But in America, as we know, this is not a very major problem. You don’t need to talk to most Americans very long before they will acknowledge that they are sinners. And most people have, because of the near-Christian culture that we have in our society, something of a fear of the future precisely because they know that they are not everything that they ought to be. But when you get, let’s say, to the experience of a little child, how deep must a child’s conscience be of sin before he can trust Christ? If the child is able to say, “I’m going to believe in Jesus to take me to heaven,” that’s enough, regardless of the degree of the child’s sense of sin.
    Thanks, Solifidian for the transription!

    I hope this puts the issue into clearer focus.


    By Blogger Antonio, at 8/14/2006 12:45 AM  

  • Yes Antonio,

    I see the distinction of pre-conditions, that lead technically to actual appropriation of salvation--but from my perspective the whole "preparation" (your logical necessity), and the actual moment of appropriation (your theological necessity) is all the work of the Holy Spirit (i.e. Rom 10:14ff; John 16:1ff; etc.)--which then leads me to believe that it is all of "theological necessity", thus leading me full circle back to my original comment (which Rose initially responded to ;)--that this distinction (logical/theological) is a faulty distinction.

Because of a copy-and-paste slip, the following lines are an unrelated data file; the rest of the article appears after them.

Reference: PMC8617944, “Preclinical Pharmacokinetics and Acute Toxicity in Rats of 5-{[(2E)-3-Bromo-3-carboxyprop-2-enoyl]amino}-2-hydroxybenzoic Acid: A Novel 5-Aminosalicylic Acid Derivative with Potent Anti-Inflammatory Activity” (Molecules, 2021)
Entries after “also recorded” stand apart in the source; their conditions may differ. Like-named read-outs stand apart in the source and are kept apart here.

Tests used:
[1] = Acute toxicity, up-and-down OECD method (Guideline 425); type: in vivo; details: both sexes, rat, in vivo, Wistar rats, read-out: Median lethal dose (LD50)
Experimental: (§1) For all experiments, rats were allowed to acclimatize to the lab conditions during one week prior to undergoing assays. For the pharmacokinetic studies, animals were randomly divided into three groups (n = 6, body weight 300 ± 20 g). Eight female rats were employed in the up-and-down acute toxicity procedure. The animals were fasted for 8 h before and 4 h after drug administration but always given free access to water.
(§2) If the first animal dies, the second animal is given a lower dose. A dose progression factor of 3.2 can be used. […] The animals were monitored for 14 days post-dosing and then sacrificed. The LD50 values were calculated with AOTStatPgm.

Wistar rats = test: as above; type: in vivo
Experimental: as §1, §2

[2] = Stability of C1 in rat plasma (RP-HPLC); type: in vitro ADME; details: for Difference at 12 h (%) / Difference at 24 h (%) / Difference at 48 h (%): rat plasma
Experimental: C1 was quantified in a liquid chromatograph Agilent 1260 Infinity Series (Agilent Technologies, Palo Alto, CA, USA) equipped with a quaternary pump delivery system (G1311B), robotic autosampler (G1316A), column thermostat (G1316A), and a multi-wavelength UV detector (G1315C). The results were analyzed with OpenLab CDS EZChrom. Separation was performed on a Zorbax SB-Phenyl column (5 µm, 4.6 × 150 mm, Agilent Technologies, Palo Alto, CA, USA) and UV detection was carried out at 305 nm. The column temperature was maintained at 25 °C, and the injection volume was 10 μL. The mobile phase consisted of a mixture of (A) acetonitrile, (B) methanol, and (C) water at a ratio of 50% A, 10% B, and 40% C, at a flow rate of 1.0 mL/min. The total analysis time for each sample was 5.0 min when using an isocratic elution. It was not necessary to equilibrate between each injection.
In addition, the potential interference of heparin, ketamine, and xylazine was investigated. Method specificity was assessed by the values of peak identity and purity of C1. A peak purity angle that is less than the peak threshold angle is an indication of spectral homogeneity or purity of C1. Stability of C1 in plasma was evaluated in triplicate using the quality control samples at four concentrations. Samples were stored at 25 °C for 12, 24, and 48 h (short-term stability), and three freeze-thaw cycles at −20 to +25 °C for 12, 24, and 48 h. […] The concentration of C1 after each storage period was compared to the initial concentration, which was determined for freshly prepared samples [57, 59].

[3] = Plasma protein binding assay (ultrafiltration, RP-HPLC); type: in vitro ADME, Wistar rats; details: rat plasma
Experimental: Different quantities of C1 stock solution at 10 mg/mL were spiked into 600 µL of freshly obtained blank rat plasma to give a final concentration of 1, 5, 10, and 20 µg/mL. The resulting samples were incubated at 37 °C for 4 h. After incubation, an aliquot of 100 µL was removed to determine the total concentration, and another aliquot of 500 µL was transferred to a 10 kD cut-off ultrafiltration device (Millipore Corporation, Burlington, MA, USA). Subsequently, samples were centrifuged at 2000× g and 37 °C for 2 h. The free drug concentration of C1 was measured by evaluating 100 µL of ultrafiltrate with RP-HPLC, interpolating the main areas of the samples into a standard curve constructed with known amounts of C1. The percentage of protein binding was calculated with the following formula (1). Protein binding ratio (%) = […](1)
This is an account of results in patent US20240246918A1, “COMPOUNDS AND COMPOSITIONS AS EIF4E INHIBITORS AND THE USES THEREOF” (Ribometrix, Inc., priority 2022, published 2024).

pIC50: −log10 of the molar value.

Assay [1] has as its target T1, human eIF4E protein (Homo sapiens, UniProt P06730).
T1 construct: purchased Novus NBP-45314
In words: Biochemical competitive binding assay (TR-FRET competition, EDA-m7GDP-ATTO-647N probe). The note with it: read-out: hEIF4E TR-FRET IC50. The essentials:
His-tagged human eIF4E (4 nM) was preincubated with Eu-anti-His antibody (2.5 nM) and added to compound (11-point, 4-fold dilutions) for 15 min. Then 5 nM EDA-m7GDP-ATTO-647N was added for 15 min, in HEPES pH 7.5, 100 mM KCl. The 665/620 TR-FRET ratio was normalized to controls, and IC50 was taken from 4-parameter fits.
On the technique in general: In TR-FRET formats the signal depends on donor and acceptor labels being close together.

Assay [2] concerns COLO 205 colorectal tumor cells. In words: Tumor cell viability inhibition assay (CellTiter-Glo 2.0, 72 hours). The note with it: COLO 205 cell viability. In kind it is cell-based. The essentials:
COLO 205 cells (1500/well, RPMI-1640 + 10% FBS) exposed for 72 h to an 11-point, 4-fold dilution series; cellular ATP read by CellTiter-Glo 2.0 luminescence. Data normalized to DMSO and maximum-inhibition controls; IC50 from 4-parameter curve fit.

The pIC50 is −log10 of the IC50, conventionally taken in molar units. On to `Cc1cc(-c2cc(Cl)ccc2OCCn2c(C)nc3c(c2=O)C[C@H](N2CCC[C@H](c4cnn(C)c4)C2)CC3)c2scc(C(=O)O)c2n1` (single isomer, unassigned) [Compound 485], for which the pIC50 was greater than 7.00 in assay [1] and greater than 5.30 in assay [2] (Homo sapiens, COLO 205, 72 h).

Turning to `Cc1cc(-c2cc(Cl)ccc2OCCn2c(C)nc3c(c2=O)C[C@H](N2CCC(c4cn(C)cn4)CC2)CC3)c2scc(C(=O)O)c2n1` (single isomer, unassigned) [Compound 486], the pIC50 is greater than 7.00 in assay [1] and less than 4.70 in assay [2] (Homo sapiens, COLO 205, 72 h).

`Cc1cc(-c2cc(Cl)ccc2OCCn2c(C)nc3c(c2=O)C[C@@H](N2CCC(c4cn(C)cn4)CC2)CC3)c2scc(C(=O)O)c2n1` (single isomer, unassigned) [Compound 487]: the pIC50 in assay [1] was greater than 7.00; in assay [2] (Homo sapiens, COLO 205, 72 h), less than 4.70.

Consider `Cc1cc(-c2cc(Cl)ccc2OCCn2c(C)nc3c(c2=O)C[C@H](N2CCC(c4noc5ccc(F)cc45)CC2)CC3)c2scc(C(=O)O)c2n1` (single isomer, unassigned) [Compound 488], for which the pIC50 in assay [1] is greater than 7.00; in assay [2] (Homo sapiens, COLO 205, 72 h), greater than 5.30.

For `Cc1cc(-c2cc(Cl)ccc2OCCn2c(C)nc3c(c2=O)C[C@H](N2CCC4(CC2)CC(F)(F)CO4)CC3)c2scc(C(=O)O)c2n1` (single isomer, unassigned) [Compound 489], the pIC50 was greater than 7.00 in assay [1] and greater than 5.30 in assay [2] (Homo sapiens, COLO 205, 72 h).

BTW thanks for providing that transcript, that was helpful for clarification.

    In Christ

    By Blogger Bobby Grow, at 8/14/2006 2:11 AM  

  • That might be an example.

    On the other hand his alcoholism might lead him to see the deadly effects of sin and he mioght begin the process of repentance before his conversion. This might help him to see his need for a Saviour.

    On the other hand, a woman's husband might become a Christian and the transformation in his life, his becoming a more gentle and caring husband might lead the wife to see the power of Christ and the reality of His work. She thus might come to believe in Christ for eternal life without coming to see her own sinfulness.

    Every Blessing in Christ


    By Blogger Dyspraxic Fundamentalist, at 8/14/2006 2:47 AM  

  • Hi Rose,
    just stopping by to say hi, like your new picture!

    take care
    have a great day!

    By Blogger jel, at 8/14/2006 6:41 AM  

  • Hi Rose,

    Sorry we missed Friday's festivities--but tired and sore will do that--Happy Birthday Eve!

    I was all set to begin this with a smart aleck remark (which I guess I am doing anyway) about having to think in order to believe (which would require quite a bit of effort on my part). Instead of stopping there though I looked up a few passages of Scripture (Trying to get out of that 43%--inside joke)and re-read parts of Antonio's post.